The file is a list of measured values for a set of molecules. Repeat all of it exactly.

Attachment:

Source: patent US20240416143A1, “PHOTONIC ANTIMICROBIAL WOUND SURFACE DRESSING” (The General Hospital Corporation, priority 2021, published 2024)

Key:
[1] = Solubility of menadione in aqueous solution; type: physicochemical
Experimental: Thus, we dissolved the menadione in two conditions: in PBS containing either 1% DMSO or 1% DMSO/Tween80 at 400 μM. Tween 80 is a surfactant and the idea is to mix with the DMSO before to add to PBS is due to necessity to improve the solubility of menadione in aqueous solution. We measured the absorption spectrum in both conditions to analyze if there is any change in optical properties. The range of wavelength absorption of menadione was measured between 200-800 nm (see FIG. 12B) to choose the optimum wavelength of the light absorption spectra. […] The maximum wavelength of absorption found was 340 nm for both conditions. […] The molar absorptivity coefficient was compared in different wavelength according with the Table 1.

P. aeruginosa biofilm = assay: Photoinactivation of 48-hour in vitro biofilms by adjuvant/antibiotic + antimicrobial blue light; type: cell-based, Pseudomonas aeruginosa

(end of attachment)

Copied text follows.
Source: patent US20240416143A1, “PHOTONIC ANTIMICROBIAL WOUND SURFACE DRESSING” (The General Hospital Corporation, priority 2021, published 2024)

Key:
[1] = Solubility of menadione in aqueous solution; type: physicochemical
Experimental: Thus, we dissolved the menadione in two conditions: in PBS containing either 1% DMSO or 1% DMSO/Tween80 at 400 μM. Tween 80 is a surfactant and the idea is to mix with the DMSO before to add to PBS is due to necessity to improve the solubility of menadione in aqueous solution. We measured the absorption spectrum in both conditions to analyze if there is any change in optical properties. The range of wavelength absorption of menadione was measured between 200-800 nm (see FIG. 12B) to choose the optimum wavelength of the light absorption spectra. […] The maximum wavelength of absorption found was 340 nm for both conditions. […] The molar absorptivity coefficient was compared in different wavelength according with the Table 1.

P. aeruginosa biofilm = assay: Photoinactivation of 48-hour in vitro biofilms by adjuvant/antibiotic + antimicrobial blue light; type: cell-based, Pseudomonas aeruginosa